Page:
Tonight marks the last time the T will use the current Lechmere station for anything trolley related. It shuts tonight and in 11 months or so, there'll be a brand-new station nearby as the current tracks are extended towards Somerville.
Of course, what comes down must have gone up. The current station opened on July 10, 1922, one of the first parts of what the Boston Elevated Railway thought would be a bold expansion plan that would include a new rapid-transit line extending all the way into Somerville. Ahem, and here we are almost 98 years later.
The ultimate reason for the station, though, was not to become a portal to the Green Line Extension of the future, but to deal with a more immediate, more pressing El problem: Too many trolleys funneling into Boston on the viaduct that went up across the Charles in 1912 (the same viaduct that is now being extended north).
Back then, the El ran something like two dozen trolley lines, including ones from Somerville and Harvard Square that stopped at the previous Lechmere station and just kept going into Boston - where the central tunnel that formed the heart of the area trolley system just couldn't handle all the trolleys. In 1921, the El began construction of a new station at Lechmere that would serve as a sort of dual terminal: People coming from Harvard Square and Somerville would have to get off their trolley at Lechmere and transfer to another trolley from there into Boston.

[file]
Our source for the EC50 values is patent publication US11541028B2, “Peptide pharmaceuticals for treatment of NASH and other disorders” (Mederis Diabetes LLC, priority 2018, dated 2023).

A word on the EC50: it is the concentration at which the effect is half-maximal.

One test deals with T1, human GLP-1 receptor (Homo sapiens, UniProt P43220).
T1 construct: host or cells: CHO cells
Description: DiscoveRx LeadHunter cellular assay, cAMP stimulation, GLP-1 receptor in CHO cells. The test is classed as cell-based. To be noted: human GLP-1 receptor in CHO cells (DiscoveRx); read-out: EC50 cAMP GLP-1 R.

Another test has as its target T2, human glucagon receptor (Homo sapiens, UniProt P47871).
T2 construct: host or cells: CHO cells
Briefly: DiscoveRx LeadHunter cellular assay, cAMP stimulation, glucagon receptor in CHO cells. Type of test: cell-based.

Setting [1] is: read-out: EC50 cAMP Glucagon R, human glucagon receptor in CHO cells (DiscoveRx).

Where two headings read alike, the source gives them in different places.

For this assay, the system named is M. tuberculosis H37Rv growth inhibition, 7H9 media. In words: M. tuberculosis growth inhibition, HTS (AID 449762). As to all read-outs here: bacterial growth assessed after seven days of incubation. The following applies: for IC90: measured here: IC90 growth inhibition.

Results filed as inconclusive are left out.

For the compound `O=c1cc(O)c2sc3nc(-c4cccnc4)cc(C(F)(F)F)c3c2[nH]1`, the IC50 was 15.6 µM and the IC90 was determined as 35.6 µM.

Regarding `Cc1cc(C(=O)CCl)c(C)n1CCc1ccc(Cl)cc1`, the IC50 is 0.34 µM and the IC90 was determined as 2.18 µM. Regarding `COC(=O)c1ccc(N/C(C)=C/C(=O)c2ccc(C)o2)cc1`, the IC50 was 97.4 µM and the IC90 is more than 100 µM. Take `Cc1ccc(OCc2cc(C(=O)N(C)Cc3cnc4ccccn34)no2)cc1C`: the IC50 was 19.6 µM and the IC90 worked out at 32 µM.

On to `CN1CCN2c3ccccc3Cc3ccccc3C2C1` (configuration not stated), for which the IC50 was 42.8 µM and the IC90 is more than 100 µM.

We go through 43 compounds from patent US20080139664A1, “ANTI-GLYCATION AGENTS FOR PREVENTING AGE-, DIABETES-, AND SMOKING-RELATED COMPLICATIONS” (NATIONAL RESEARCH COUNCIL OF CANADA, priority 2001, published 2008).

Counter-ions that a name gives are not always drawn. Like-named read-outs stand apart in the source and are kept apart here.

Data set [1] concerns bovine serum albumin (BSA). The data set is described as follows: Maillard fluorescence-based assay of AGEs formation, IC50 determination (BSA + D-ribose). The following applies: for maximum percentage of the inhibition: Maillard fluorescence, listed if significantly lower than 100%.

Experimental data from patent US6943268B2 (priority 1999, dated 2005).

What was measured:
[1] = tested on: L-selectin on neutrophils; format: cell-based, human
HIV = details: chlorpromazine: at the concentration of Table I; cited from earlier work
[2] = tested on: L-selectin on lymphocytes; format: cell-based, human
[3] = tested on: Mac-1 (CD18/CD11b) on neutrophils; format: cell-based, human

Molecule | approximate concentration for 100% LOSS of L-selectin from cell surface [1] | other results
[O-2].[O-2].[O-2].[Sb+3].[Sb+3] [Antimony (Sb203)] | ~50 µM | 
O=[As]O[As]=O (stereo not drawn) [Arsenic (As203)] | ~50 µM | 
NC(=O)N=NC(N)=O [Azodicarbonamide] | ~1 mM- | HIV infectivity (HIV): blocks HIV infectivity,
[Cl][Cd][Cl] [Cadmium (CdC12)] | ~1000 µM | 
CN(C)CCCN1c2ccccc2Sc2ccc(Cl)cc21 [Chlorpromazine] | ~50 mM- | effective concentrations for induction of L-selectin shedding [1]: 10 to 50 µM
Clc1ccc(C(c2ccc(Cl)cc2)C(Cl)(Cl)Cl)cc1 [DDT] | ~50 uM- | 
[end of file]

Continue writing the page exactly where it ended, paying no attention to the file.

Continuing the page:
The City of Boston Archives, which inherited Boston Elevated Railway files, has a number of photos of the station's construction:
March 18, 1922 (source):
More construction (source):
After the station opened - note the streetcars coming in from the north at the top left (source):
Cambridge did not much appreciate the new station: In 1921, the City Council authorized the city lawyer to sue to try to stop construction. That failed. In March, 1923, a Cambridge city councilor declared the station's basically open layout meant riders froze in the winter and got soaked in the rain and said he wouldn't be surprised if people would die from the conditions there.